# The composition of polynomials

## Definition

Let be a commutative field. The polynomials form a commutative unital algebra over containing an element such that the following universal property holds:

For any unital algebra (commutative or otherwise) and any element , there exists exactly one unital algebra morphism such that .

If and are elements of , let be the unique morphism such that . Then the composition of and is defined by .

## Effect of composition of polynomials on the corresponding functions

In terms of polynomial functions, the composition of polynomials is the equivalent to the composition (via “ ”) of the associated functions.

Let us first define the function that is associated with a polynomial.

The set of functions is made into a commutative and unital associative algebra by the usual operations of summing ( , multiplication by a scalar ( and internal multiplication ( ).

Hence, following the universal property of the algebra of polynomials, there exists a unique morphism such that .

By definition, the function associated with a polynomial is simply .

We wish to show that if and are polynomials and and the respective associated functions, the function associated with is .

Let be a polynomial and . Let us consider the mapping .

It is easy to check that is a morphism.

Furthermore, .

On the other hand, is also a morphism from to , and .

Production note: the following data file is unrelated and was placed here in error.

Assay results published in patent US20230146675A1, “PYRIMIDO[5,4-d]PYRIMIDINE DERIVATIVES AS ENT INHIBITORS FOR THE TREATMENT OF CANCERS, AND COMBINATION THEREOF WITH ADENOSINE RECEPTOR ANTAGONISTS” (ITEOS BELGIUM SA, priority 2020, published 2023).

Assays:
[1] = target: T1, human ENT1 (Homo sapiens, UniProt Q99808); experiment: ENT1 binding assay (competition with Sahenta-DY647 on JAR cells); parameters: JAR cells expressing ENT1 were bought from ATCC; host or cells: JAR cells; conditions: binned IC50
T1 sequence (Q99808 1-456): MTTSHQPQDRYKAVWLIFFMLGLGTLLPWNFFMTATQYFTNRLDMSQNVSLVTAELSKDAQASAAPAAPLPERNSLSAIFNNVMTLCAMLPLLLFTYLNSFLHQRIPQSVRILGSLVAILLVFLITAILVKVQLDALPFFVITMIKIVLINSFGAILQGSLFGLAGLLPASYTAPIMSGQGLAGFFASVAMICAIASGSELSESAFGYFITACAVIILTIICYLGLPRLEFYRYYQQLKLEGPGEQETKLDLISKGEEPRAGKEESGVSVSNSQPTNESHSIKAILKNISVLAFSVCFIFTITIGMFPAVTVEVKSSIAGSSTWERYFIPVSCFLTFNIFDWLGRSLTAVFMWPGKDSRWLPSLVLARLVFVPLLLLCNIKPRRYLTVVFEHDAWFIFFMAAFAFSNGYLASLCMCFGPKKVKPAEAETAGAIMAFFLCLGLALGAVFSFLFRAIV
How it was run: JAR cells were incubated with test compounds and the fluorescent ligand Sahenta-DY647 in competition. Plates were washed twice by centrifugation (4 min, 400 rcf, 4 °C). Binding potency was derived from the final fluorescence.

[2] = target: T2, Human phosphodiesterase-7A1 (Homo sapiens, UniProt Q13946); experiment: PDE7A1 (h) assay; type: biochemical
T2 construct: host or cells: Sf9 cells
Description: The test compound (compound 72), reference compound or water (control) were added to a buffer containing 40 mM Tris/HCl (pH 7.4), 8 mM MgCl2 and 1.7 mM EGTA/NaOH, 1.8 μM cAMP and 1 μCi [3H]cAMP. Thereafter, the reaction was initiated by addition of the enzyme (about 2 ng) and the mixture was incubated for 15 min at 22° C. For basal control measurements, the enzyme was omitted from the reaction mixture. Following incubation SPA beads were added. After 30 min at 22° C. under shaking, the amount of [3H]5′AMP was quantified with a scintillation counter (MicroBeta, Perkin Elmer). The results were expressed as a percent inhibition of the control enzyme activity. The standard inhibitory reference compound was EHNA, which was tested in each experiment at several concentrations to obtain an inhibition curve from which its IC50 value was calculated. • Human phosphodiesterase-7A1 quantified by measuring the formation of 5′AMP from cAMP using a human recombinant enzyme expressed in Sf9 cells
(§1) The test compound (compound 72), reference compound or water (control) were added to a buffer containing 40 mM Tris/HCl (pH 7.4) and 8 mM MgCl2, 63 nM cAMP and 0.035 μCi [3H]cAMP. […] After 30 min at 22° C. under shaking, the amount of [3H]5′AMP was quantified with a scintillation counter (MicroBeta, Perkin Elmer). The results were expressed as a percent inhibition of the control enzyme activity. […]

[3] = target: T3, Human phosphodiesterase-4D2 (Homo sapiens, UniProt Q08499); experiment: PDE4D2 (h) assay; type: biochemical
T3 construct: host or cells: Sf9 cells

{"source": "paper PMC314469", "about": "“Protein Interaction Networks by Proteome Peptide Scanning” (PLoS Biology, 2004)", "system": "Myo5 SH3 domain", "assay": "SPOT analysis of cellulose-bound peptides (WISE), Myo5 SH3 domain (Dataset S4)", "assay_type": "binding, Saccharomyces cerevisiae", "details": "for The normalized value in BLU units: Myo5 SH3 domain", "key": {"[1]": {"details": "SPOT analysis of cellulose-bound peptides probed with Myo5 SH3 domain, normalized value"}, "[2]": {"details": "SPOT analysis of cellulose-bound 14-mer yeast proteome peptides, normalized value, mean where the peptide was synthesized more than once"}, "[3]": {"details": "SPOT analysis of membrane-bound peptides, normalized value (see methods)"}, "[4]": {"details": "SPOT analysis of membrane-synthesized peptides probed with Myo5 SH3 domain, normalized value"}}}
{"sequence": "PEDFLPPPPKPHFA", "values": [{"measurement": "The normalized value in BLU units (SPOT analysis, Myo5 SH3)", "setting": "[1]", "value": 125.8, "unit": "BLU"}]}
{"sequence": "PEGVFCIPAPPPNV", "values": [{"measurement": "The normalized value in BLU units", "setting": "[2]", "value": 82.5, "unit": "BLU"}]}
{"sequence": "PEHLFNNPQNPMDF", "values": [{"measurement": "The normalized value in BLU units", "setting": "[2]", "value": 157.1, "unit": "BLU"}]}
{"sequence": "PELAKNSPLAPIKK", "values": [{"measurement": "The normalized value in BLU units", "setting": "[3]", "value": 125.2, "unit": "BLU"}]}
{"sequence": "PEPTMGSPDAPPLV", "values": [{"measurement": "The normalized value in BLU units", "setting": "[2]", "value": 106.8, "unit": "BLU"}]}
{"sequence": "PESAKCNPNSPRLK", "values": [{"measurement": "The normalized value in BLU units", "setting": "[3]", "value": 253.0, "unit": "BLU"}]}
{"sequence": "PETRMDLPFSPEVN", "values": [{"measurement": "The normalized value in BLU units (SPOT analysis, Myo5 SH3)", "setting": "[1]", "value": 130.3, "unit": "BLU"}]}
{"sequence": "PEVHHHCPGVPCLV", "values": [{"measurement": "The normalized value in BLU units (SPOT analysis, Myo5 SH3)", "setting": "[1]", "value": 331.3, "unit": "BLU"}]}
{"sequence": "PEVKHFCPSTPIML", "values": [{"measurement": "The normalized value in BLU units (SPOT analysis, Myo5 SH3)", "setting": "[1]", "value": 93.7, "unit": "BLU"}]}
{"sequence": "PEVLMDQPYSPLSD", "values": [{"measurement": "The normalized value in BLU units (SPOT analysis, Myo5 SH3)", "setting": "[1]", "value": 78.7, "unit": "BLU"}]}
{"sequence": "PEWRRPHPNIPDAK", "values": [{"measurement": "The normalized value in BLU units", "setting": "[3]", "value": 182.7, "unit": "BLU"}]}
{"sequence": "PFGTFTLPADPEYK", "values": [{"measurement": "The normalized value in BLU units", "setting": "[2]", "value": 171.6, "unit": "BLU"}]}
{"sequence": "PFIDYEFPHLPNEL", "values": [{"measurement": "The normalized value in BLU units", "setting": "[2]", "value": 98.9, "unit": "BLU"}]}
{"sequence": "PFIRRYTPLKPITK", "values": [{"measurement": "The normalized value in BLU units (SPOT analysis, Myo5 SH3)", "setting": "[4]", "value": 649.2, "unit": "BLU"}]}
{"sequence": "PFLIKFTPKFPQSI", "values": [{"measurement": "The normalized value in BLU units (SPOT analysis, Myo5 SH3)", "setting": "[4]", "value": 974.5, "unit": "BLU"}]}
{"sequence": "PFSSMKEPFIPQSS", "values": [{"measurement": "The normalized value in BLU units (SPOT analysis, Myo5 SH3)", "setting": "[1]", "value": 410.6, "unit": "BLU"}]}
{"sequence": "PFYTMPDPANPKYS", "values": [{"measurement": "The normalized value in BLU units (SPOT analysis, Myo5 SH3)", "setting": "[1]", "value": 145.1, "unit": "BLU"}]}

Thus both and are morphisms and they agree on the value . The universal property of polynomials entails that they are equal.

Hence for any , .

That is, .

## Effect on the evaluation of a polynomial

If and , the evaluation of at is, by definition, the value at of the unique morphism such that .

Given polynomials and and , we wish to evaluate at , and, specifically, show that .

Since , we have .

Both and are morphisms . Both evaluate at to . Hence they are equal: which entails hence: , as announced.

In particular: if and , then .

## Associativity

If , and are polynomials in , we wish to show that: Using the definition of composition, this translates into: That is: We need to show that for any and in , the two mappings and are identical.

Both are endomorphisms of .

We have:

• by definition of .
• by definition of .

Hence both morphisms agree on the image of . By virtue of the universal property of polynomials, they are equal.

Hence for any , we indeed have , that is, .

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